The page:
Thursday, December 2

Churched - a story of bitterness

Reading Christian memoirs after reading Blue Like Jazz is a lot like watching fantasy movies after The Lord of the Rings came to theaters. It is inevitable that they would be compared. And when the memoir makes a special point to appear extra humorous while picking at Christianity that comparison only grows.

Case in point, Churched by Matthew Paul Turner. The subtitle is One Kid’s Journey Toward God Despite a Holy Mess. Matt grew up in a Baptist church during the 70’s. And not just any Baptist church. A Fundamentalist Baptist church. Matt makes that point very clear. Occasionally jumping around in time when events call for it, the book starts around the age of four or five, detailing much of what went out in the Turner household and within the Baptist church.

Any of you who grew up in a Baptist church during the 70’s may recognize much of what he experiences: a fire and brimstone pastor, going to movies was a sin, and dancing was sure to send you straight to hell.

Matt tells this much as a semi narrative story of his life., however it was I found hard to engage. A major distraction for me the lack of large conflict. Yes, he had trouble with his church and was scared of going to hell. But much of what Matt writes seems over exaggerated. He goes into great detail what he thought and did at the age of four. When I remember that age I don’t remember everything I though nor even if it was three, four, or five. I tend to have quick emotions as memories. And I sure doubt I could effectively read an adults mind as if he were an adult.

I guess in a nutshell, the book is a series of stories from Matt’s life. Each story is presented humorously at first. However at the end of the story, instead of a full punch line Matt verbally punches the Baptist church in face. In writing about the extremely fundamentalists in his church Matt often comes across as writing a scathing review of church.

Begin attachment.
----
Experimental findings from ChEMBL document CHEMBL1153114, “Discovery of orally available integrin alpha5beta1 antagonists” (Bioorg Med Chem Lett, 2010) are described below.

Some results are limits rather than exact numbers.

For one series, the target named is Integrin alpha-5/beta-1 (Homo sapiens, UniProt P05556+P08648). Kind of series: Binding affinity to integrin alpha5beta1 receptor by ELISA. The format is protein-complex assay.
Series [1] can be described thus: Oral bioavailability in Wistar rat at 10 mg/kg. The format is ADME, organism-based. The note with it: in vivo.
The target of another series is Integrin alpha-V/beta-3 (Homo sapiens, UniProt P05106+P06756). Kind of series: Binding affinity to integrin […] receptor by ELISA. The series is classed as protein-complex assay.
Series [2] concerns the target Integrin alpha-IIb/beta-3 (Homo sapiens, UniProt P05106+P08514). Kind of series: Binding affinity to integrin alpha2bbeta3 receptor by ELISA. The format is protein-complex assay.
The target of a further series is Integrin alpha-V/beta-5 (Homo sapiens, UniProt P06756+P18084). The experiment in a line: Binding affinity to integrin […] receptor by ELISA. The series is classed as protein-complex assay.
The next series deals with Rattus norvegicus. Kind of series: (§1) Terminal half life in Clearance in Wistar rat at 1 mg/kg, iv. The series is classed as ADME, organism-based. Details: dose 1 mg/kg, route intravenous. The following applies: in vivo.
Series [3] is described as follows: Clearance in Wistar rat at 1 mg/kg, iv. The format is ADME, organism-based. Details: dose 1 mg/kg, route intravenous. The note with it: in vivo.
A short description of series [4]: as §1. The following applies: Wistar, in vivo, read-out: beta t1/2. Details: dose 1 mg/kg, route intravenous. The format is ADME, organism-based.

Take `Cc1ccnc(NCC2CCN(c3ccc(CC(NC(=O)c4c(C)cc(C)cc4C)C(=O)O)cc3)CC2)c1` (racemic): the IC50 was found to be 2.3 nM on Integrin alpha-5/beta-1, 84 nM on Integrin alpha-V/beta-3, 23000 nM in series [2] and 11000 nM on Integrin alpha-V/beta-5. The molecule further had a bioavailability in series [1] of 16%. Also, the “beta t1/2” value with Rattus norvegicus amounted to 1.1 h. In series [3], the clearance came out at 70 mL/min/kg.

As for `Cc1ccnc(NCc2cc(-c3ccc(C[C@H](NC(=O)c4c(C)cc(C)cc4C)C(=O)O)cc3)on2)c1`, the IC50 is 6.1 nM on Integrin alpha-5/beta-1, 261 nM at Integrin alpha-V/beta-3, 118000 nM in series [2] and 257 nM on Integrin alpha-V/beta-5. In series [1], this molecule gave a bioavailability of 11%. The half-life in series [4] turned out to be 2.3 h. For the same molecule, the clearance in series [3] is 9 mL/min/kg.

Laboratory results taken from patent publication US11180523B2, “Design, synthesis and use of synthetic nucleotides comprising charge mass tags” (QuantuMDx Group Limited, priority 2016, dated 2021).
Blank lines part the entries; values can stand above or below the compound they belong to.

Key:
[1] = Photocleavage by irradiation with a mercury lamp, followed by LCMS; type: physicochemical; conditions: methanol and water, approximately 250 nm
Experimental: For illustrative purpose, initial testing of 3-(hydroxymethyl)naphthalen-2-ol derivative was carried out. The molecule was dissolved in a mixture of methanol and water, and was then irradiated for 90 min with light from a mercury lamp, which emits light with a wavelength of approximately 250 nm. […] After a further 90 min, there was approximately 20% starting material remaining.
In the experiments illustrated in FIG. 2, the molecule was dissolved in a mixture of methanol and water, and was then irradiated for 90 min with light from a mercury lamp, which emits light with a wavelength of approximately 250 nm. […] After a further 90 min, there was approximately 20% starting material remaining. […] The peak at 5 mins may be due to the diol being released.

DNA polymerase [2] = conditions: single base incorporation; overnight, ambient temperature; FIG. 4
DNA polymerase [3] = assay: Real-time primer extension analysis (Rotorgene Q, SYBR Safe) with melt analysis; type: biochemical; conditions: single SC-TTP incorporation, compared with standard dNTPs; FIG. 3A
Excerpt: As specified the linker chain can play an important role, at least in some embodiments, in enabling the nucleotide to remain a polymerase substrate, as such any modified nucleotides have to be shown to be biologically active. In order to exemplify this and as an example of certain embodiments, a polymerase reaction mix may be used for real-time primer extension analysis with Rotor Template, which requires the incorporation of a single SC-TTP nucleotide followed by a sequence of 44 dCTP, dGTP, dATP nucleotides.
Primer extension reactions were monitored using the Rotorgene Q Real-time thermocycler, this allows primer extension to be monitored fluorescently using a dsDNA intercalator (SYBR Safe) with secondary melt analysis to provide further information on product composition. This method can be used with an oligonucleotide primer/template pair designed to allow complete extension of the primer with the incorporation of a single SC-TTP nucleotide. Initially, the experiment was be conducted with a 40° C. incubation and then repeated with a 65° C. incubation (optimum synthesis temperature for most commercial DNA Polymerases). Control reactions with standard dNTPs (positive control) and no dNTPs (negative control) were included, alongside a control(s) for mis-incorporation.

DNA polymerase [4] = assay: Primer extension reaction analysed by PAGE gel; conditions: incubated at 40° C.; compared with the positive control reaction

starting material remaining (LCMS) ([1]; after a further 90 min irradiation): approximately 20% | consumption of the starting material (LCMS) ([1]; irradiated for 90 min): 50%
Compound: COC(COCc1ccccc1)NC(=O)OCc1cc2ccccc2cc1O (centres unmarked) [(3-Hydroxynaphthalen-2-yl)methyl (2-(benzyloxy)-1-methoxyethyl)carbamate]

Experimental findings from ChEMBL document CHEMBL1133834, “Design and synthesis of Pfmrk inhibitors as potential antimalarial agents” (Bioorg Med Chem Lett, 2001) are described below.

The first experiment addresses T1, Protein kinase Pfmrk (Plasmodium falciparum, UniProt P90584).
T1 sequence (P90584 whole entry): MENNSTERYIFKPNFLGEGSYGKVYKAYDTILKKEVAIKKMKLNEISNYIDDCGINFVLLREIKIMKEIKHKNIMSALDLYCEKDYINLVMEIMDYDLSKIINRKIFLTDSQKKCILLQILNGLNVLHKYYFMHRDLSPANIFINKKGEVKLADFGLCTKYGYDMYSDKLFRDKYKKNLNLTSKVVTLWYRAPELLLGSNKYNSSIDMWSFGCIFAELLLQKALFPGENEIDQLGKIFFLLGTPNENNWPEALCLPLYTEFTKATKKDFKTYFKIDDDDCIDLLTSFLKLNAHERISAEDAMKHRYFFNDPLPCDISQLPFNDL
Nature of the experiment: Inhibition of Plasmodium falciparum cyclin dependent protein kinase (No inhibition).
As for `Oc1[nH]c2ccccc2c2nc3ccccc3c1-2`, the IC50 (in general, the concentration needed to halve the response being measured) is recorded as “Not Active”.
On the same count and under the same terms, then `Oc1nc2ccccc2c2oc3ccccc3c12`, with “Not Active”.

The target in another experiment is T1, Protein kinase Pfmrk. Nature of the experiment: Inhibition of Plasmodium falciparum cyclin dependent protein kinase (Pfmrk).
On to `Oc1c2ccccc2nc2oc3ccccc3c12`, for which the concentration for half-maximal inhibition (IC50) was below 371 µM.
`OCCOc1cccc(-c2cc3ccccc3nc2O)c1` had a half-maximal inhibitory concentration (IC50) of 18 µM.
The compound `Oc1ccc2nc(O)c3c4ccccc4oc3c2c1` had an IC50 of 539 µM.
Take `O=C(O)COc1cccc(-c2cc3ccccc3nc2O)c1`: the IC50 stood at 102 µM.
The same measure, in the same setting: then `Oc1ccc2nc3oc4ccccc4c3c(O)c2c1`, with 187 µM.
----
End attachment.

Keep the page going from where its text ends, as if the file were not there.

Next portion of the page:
He also includes completely unnecessary asides to his story. In one instance he mentions how a high school student at his school (a Baptist school) would fill in for the secretary for a short time each day while the secretary taught a class. Later he mentions that there were rumors that the principle was accused of sleeping with the girl. It is something that feel completely out of place. The principle is not a key character in his story and only serves to give information that not only is unnecessary but it seems to intentionally cast some from his church in an ugly light for no other sake that to put them in the ugly light.

Finally, there is no strong resolution to the story. There is a quick couple pages at the end where Matt explains that he finally found a church he likes as an adult. But that too feels like an aside. I felt like the whole story was going to lead up to him forgiving the church, though not always agreeing with it. However at the end, the bitterness still seems present and that bitterness infects too much of the story that it almost drowns out the moments of humor.

As I mentioned earlier, this book will draw comparisons to Blue Like Jazz. However that book was told well. There was conflict that felt real. There was loss and disappointment. And then there was forgiveness and there was hope. There was no bitterness, even when Donald Miller would disagree with something. There was love, and love is not something I felt in this book which was saddening given how much Matt seemed to desire his church to show love instead of fire and brimstone.


I received this book free from WaterBrook Multnomah Publishing Group as part of their Blogging for Books program. I was not required to write a positive review. The opinions I have expressed are my own. I am disclosing this in accordance with the Federal Trade Commission's 16 CFR, Part 255


  1. Thanks for your review of Churched. I'm sorry you didn't like it. But I'm glad you offered your honest opinion. I always learn something from both good and bad reviews. So thank you so much for reading it and taking the time to write this review... you're a strong writer and your review is solid.



  2. Hi Matt, I really appreciate you're taking time to come out and read reviews for your books. I admire when authors are able to do that. Something I didn't mention in the review but probally affected my view is that I didn't grow up in that era. I'm in my early 20's now so many of the issues discussed in the book are ones I don't connect with.

    Again, thank you for your comments and I'm glad you at least appreciated the review. I loved the sneak peak for your other books and might give it a try. I'll try to post a review when I do, but it looks like I may enjoy it more.